I became familiar with Lucy Grealy through Ann Patchett’s memoir Truth and Beauty. I read Truth and Beauty first and I recommend reading these books in that order.
I think the title of this book should be Autobiography of Pain. Grealy does talk a lot about her face, but most of it is about the amount of pain her face causes her. Diagnosed with cancer at age nine, she goes through years of grueling chemo and radiation treatments to live through a form of cancer that has a 5% survival rate. She then endures years of bullying for being “ugly.” Finally, she suffers years of difficult reconstructive surgeries, living in a cold climate so can wrap her face in a scarf.
Grealy does not report much self-pity, but she reports various coping mechanisms. She comes from a tough Irish family that discourages emotional displays. She isn’t allowed to cry when she’s receives chemo. She later interprets this to mean that she is not entitled to any emotion at all. Perhaps in her family, she’s not. Even years later, in her own memoir she does not question how little compassion she was given. She was not even allowed to give it to herself.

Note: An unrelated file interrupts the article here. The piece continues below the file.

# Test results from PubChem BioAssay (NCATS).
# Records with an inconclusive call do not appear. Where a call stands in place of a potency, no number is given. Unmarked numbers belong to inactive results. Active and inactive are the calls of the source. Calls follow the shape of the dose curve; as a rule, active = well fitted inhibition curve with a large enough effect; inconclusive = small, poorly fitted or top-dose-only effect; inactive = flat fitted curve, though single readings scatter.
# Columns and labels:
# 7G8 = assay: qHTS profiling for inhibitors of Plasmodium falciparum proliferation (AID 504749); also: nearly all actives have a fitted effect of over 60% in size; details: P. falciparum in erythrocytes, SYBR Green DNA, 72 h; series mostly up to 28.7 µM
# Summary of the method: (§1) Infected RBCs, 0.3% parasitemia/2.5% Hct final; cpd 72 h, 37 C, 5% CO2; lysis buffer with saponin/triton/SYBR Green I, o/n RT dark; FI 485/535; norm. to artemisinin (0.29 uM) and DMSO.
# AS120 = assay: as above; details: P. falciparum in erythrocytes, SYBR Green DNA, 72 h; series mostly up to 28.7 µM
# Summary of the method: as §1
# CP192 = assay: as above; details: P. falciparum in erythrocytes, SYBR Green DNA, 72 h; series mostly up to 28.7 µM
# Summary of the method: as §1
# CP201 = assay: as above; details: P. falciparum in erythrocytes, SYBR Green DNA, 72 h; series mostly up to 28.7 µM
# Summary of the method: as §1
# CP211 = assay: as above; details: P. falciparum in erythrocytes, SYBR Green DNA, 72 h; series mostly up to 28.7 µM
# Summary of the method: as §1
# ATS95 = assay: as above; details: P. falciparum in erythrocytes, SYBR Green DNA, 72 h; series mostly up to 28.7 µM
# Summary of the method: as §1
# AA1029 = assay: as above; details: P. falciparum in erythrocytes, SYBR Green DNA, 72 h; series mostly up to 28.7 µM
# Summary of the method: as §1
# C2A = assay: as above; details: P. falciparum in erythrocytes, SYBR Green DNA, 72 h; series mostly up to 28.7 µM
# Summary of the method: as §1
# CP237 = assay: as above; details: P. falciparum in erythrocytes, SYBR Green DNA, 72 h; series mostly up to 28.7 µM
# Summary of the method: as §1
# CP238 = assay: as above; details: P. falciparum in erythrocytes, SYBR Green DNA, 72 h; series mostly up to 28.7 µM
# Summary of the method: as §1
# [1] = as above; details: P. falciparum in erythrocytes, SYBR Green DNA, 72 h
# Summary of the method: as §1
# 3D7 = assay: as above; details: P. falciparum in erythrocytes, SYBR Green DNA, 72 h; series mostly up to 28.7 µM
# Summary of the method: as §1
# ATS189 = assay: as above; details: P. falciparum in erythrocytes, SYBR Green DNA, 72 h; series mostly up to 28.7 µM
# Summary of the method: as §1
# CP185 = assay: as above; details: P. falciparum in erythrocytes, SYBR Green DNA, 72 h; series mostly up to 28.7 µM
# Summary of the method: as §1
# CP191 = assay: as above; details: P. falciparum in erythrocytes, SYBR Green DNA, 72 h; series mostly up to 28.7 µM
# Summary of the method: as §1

While Grealy tries very hard to be “deep” (her word), I get the sense that her depth does not come naturally to her. She even admits that if another child had been the one with cancer, she’d have probably been the bully. She tries to make something profound out of her childhood pain, but nothing arises out of that for me. She does talk about her gradual ability to transcend her suffering, which happened out of necessity. In the end, I found the raw look at her pain itself was meaningful and didn’t require any philosophical conjecture.